Famous Californian and 40th American President Ronald Reagan once said, "You can tell a lot about a fellow's character by his way of eating jelly beans."
Maybe that's why USC, which under former head coach Lane Kiffin didn't have desserts at team meals, lacked the character, identity and gusto to succeed on the field.
Maybe it was the displaced desserts that ultimately led to the ugly midseason firing of the Trojan head coach.
Interim head coach Ed Orgeron is at least putting that theory to the test. The former Ole Miss head coach immediately made a number of changes to the USC program in his first few days in charge, including reintroducing desserts to the menu.
That move was a chart-topper for the Trojan players, and many others voiced their approval for the sugary renaissance in Los Angeles as well:
Orgeron talked about the desserts during his post practice presser Wednesday as per USC's official YouTube page, dropping the now-famous quote, "You feed a lineman a cookie, he's happy."
He went a little deeper, revealing his goal as the new coach: to make players happy and ultimately change the culture currently around the USC football program.
"It's a change," Orgeron said about USC's desserts. "I wanted to have a change. I think if we would have went the same direction, and we kept on doing the same thing, nothing changes."
Change is the obvious goal after USC's poor start. The Trojans are already 0-2 in Pac-12 Conference play and lost both contests in contrasting but embarrassing fashion.
The first loss came to Washington State, in which they mustered just seven points against a team that won only one conference game last season. The second defeat came to Arizona State. In loss No. 2, USC surrendered 62 points, 612 total yards and let the Sun Devils mount a 28-point run in the third quarter.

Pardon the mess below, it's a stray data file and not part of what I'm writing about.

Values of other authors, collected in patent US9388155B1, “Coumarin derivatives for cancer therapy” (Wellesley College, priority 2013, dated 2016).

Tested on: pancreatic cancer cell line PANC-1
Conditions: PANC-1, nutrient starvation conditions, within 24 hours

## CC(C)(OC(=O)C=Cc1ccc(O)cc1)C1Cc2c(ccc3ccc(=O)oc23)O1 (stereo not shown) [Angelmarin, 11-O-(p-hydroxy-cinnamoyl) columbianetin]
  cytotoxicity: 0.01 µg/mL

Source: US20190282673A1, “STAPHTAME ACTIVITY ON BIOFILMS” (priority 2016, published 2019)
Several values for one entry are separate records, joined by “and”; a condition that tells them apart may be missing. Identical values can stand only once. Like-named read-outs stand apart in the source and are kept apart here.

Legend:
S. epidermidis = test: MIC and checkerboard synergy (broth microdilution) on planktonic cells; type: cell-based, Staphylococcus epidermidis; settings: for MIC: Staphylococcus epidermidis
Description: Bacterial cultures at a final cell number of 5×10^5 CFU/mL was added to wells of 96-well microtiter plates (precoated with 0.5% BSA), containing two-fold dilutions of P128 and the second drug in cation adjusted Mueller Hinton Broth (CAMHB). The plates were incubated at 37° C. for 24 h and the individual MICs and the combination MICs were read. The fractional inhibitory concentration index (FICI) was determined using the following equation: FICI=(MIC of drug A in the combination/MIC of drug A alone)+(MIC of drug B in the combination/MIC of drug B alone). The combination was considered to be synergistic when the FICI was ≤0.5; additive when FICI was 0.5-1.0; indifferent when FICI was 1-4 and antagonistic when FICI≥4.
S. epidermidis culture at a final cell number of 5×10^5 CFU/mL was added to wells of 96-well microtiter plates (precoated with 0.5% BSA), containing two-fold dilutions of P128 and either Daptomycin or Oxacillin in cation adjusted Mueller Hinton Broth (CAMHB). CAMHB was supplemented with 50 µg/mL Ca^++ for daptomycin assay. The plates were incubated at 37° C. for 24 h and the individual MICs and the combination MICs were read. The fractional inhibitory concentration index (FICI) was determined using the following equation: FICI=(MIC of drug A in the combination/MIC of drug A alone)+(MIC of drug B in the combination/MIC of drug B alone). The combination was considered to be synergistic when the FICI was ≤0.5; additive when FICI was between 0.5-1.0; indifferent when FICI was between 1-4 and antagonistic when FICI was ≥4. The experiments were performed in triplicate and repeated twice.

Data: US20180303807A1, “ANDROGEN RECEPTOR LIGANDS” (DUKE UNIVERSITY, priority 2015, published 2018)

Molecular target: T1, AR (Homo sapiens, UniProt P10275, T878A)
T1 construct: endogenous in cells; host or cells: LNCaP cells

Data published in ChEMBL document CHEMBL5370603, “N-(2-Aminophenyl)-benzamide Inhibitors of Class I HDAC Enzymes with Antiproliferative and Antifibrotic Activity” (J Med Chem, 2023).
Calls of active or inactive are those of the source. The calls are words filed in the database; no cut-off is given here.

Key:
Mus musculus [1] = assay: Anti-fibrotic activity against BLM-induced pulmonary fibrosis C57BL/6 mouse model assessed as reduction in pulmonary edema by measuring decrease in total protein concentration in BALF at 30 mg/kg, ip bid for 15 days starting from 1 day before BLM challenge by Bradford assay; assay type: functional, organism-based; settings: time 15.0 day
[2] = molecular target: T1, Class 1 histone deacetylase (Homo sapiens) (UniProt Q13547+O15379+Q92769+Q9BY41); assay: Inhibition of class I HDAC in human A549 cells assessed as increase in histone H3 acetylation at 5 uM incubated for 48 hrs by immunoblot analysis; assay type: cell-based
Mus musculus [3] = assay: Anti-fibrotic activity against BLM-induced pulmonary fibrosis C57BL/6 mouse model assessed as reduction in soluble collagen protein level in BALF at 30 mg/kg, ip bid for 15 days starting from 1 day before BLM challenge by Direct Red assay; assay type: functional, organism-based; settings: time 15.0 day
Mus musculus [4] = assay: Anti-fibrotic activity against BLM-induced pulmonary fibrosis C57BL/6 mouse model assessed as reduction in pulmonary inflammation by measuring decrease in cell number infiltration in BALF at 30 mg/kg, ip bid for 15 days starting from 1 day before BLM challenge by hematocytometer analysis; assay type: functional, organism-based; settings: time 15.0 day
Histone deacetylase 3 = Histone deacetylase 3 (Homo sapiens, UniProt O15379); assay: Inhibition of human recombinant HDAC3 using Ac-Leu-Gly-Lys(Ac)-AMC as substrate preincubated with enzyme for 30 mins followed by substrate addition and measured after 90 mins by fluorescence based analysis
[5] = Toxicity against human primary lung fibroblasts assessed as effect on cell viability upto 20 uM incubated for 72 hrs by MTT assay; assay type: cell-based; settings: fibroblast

That sealed the fate of Kiffin, who was fired in the LAX parking lot when the Trojans returned from Tempe, as reported by Scott Wolf of the Los Angeles Daily News.
While many coaches at many programs could withstand that rough start, it simply wasn't acceptable for Kiffin in a USC program expected to rule the Pac-12 and compete for national titles.
When Orgeron was named the interim coach, he was decisive about reversing the stringent atmosphere that was present while Kiffin was in charge.
Obviously, that philosophy simply wasn't working.
So the new coach brought back sweets and also reopened practices to the media. Reporters were noticeably happy and Orgeron seemed pleased to air the new aura surrounding USC football.
"I missed y'all," Orgeron joked as to why he opened his doors to the media. "No, it's good for the team, it's good for USC. I like the exposure. It's part of USC, it's part of what coach (Pete) Carroll built with us: the energy, the excitement, the good and the bad. Hey, we are what we are. Come see us."
Orgeron coached under Pete Carroll at USC in the early 2000s and wants to bring his loose, fun-loving flavor back to the program.
So far, the players have responded favorably. Quarterback Cody Kessler told Gary Klein of The Los Angeles Times, "You've got to love it. You've got be excited to have that in your head coach."
"I had no clue that (a coaching change) was coming after that game," Redd said. "We're going to have fun, though. This is a fun team, and today was exactly that. They're just two different types of people. Coach Kiffin is more strict. Coach O is more loose."
Coach O also talked about Redd when he relayed USC's injury updates to the media, another change from the Kiffin regime. While Kiffin had a policy not to talk about injuries, Orgeron filled the public in on the status of the banged-up Trojans, including Redd and star receiver Marqise Lee.
He revealed that both Redd and Lee might be in question for next week's contest with Arizona.
When it comes down to it, the optimistic and relaxed ambiance in Los Angeles is an excellent start, but he'll need it to translate on the field through the play of Redd, Lee and Kessler.
Orgeron identified inconsistency as the major flaw for the Trojans early in the season.
"Inconsistency and not believing," Orgeron said. "One time the defense plays well, one time the offense plays well, but if we could just put it all together and believe and play as a team and learn how to compete every down. Start fast, come out in the third quarter with a little fire, man and have fun and play."
USC's on-again, off-again performance this year have shown that the team isn't lacking talent, but perhaps was just wound too tight by Kiffin's tight temperament to play to its potential.
Now that the Trojans know that they have a table of desserts waiting for them on the other side of the tunnel, just maybe they will muster up that fire that Orgeron is hoping for and turn in a strong finish to 2013.